National Geographic February 1981 (crane) By Lauren DiCioccio Hand-embroidery on cotton. 7.5” x 10”, 2012.


I have been meaning to post about the current show at Jack Fisher in 49 Geary for a while since I dropped off some SFAQ’s to one of the friendliest galleriests in that building. When I am doing a distribution run for the publishers of SFAQ I’m usually in a rush (being a newspaper boy is not the most glorifying position but doing hard labor feels good) but I spent about 15 minutes staring and examining  Lauren Dicioccio’s new (and some older) work which  is quite amazing. Through disguise of every day objects that seem concrete and which already have such a stigma behind them  (NY Times, film canisters, water bottles, playing cards, dollar bills…) her work makes you stop and re investigate ones connection to the objects and in the process, makes one think about the relationship we all have to such powerful everyday objects. Perhaps this process points out the holes or the gaps that we overlook on the day to day because if we did we would all end up going crazy and really want a social revolution. At one point I think this was what most art was supposed to do – but who can resist glorifying such objects such as Koons does. After writing this I read her artist statement and I’m not far off – perhaps I am a little more cynical about life… but…I mean well.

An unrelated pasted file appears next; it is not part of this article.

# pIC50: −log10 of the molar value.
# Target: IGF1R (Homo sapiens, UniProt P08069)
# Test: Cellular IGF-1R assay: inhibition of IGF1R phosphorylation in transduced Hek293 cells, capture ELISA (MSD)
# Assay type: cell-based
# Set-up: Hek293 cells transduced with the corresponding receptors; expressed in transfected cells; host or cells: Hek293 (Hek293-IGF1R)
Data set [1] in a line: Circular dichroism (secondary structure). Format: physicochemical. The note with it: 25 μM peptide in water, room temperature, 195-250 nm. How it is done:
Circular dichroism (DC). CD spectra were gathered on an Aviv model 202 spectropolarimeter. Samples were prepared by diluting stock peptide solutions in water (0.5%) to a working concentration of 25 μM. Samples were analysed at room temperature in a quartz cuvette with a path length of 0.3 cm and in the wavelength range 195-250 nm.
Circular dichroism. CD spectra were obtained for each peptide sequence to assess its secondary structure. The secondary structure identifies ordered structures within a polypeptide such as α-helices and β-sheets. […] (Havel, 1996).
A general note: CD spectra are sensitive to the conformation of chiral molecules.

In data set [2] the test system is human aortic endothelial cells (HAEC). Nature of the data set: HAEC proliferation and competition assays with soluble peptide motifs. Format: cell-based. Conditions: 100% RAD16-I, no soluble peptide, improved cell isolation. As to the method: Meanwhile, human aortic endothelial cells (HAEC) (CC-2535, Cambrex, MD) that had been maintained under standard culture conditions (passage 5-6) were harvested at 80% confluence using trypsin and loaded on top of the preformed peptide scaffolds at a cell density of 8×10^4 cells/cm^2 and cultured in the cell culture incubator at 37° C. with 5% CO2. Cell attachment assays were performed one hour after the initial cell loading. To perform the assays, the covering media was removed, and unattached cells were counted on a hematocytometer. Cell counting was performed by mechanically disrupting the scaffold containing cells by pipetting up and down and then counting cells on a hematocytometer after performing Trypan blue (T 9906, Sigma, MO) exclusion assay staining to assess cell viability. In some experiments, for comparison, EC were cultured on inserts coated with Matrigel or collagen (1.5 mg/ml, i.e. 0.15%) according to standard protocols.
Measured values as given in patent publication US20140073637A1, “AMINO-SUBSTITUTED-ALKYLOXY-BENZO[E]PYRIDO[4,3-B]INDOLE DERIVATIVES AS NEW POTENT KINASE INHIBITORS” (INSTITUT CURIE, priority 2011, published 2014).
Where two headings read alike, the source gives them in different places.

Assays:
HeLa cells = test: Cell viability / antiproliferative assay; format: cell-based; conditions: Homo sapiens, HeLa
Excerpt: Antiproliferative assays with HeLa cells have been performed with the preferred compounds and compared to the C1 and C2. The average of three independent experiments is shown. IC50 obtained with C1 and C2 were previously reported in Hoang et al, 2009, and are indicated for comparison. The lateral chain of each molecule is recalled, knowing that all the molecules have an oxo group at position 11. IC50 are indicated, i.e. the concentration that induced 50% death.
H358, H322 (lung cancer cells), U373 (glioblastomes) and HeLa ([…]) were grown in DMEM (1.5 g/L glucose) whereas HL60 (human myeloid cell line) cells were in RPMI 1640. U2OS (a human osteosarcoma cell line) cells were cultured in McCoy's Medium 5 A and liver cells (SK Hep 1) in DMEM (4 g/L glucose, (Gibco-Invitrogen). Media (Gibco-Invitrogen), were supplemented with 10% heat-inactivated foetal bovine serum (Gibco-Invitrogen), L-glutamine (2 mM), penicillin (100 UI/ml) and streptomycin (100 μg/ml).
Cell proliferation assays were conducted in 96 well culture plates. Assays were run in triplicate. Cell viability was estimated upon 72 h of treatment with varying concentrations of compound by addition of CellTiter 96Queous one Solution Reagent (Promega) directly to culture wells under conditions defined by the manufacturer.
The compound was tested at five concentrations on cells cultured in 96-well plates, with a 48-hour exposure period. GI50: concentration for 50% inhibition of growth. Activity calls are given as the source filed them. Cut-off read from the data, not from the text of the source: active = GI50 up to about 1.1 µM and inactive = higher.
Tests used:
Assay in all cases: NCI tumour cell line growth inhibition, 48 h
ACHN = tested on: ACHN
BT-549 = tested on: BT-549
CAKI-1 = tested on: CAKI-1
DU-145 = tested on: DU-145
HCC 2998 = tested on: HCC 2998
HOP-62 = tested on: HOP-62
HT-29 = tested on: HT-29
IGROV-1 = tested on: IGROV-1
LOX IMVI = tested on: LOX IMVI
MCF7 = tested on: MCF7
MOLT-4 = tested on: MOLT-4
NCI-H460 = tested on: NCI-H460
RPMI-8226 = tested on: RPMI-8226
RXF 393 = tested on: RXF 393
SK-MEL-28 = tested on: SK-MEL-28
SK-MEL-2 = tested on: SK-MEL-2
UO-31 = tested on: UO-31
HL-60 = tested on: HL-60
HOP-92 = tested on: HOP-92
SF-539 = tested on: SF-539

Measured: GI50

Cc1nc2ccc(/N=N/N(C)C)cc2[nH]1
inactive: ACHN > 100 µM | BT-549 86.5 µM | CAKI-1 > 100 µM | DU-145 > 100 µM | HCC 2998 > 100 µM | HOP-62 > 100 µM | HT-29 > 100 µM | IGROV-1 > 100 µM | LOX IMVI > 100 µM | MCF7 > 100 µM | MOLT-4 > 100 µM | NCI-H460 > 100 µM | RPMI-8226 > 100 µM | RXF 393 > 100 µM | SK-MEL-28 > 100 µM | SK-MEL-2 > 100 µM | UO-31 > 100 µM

Also it’s nice to see the work mainly shown on large pedestals with the pieces grouped together to form multiple narratives around the work which I agreed with Mr. Fisher is a nice change from the normal formalities of what exhibitions tend to be (especially at 49 Geary)

-Michael Nissim

Clock (Westclox Electric, grey) By Lauren DiCioccio Hand-embroidery on cotton, felt, plastic sheeting, functional clock hands. 5” x 4.5” x 2.5”, 2012.

Label: Hand-embroidery on organza, Bottle: Machine-embroidered organza, Cap: Hand-sewn cotton, 9” x 5” x 6”, 2010.

Kodak max spools


Artist Statement:

“My work investigates the physical beauty of common mass-produced objects as they approach obsolescence. Ubiquitous items of day-to-day life – in this case, paper currency- are quickly becoming cultural artifacts as these media change modes due to technology and the hope for a less wasteful lifestyle. Approaching sculpture, painting, and tedious handicraft with an air of lightness, I aim to remind viewers of the importance of our relationships with these simple but intimate objects of everyday life and to provoke a pang of nostalgia for their familiar physicality.”


Go check out the show as it ends September 8th


Jack Fisher Gallery